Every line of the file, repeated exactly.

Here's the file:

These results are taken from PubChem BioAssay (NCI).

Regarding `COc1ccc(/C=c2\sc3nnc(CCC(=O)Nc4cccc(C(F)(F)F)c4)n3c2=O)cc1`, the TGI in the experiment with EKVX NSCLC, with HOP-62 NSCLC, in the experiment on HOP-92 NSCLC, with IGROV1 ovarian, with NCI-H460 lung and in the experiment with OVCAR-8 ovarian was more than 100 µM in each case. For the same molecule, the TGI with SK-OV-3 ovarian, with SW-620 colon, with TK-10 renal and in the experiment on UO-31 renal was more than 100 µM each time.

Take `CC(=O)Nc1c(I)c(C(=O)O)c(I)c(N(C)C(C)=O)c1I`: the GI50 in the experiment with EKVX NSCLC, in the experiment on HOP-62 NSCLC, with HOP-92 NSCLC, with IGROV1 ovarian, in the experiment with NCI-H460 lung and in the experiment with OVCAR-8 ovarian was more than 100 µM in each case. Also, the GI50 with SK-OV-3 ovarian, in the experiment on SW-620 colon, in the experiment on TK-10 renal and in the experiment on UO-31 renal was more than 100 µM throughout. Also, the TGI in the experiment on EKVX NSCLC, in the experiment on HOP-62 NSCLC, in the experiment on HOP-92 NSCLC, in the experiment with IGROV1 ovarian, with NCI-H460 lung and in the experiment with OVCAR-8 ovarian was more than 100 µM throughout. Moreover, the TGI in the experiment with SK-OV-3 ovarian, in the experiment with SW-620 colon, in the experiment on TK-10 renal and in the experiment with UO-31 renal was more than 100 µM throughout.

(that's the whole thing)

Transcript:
These results are taken from PubChem BioAssay (NCI).

Regarding `COc1ccc(/C=c2\sc3nnc(CCC(=O)Nc4cccc(C(F)(F)F)c4)n3c2=O)cc1`, the TGI in the experiment with EKVX NSCLC, with HOP-62 NSCLC, in the experiment on HOP-92 NSCLC, with IGROV1 ovarian, with NCI-H460 lung and in the experiment with OVCAR-8 ovarian was more than 100 µM in each case. For the same molecule, the TGI with SK-OV-3 ovarian, with SW-620 colon, with TK-10 renal and in the experiment on UO-31 renal was more than 100 µM each time.

Take `CC(=O)Nc1c(I)c(C(=O)O)c(I)c(N(C)C(C)=O)c1I`: the GI50 in the experiment with EKVX NSCLC, in the experiment on HOP-62 NSCLC, with HOP-92 NSCLC, with IGROV1 ovarian, in the experiment with NCI-H460 lung and in the experiment with OVCAR-8 ovarian was more than 100 µM in each case. Also, the GI50 with SK-OV-3 ovarian, in the experiment on SW-620 colon, in the experiment on TK-10 renal and in the experiment on UO-31 renal was more than 100 µM throughout. Also, the TGI in the experiment on EKVX NSCLC, in the experiment on HOP-62 NSCLC, in the experiment on HOP-92 NSCLC, in the experiment with IGROV1 ovarian, with NCI-H460 lung and in the experiment with OVCAR-8 ovarian was more than 100 µM throughout. Moreover, the TGI in the experiment with SK-OV-3 ovarian, in the experiment with SW-620 colon, in the experiment on TK-10 renal and in the experiment with UO-31 renal was more than 100 µM throughout.